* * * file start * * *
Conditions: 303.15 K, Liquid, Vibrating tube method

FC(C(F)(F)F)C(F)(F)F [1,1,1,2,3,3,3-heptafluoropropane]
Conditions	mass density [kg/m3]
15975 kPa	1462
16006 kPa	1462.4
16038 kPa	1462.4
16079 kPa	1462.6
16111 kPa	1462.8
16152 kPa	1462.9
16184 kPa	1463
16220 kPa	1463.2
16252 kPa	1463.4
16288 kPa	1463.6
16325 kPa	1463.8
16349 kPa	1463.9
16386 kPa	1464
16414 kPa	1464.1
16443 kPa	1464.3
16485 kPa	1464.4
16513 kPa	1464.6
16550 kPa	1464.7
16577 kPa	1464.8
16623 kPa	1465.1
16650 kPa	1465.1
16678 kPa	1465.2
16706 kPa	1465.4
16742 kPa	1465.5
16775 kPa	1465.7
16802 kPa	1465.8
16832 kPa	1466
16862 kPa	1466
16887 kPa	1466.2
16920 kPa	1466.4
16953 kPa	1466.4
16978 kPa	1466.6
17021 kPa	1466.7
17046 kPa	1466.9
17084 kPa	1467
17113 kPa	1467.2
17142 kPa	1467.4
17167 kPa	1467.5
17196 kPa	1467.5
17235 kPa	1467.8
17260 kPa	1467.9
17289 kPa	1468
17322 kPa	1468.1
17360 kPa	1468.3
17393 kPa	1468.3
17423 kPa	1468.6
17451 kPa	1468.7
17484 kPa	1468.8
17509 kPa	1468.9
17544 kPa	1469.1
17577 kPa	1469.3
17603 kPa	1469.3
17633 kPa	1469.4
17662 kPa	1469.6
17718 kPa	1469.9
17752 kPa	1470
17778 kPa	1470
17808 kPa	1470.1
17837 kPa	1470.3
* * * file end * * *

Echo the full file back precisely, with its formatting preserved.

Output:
Conditions: 303.15 K, Liquid, Vibrating tube method

FC(C(F)(F)F)C(F)(F)F [1,1,1,2,3,3,3-heptafluoropropane]
Conditions	mass density [kg/m3]
15975 kPa	1462
16006 kPa	1462.4
16038 kPa	1462.4
16079 kPa	1462.6
16111 kPa	1462.8
16152 kPa	1462.9
16184 kPa	1463
16220 kPa	1463.2
16252 kPa	1463.4
16288 kPa	1463.6
16325 kPa	1463.8
16349 kPa	1463.9
16386 kPa	1464
16414 kPa	1464.1
16443 kPa	1464.3
16485 kPa	1464.4
16513 kPa	1464.6
16550 kPa	1464.7
16577 kPa	1464.8
16623 kPa	1465.1
16650 kPa	1465.1
16678 kPa	1465.2
16706 kPa	1465.4
16742 kPa	1465.5
16775 kPa	1465.7
16802 kPa	1465.8
16832 kPa	1466
16862 kPa	1466
16887 kPa	1466.2
16920 kPa	1466.4
16953 kPa	1466.4
16978 kPa	1466.6
17021 kPa	1466.7
17046 kPa	1466.9
17084 kPa	1467
17113 kPa	1467.2
17142 kPa	1467.4
17167 kPa	1467.5
17196 kPa	1467.5
17235 kPa	1467.8
17260 kPa	1467.9
17289 kPa	1468
17322 kPa	1468.1
17360 kPa	1468.3
17393 kPa	1468.3
17423 kPa	1468.6
17451 kPa	1468.7
17484 kPa	1468.8
17509 kPa	1468.9
17544 kPa	1469.1
17577 kPa	1469.3
17603 kPa	1469.3
17633 kPa	1469.4
17662 kPa	1469.6
17718 kPa	1469.9
17752 kPa	1470
17778 kPa	1470
17808 kPa	1470.1
17837 kPa	1470.3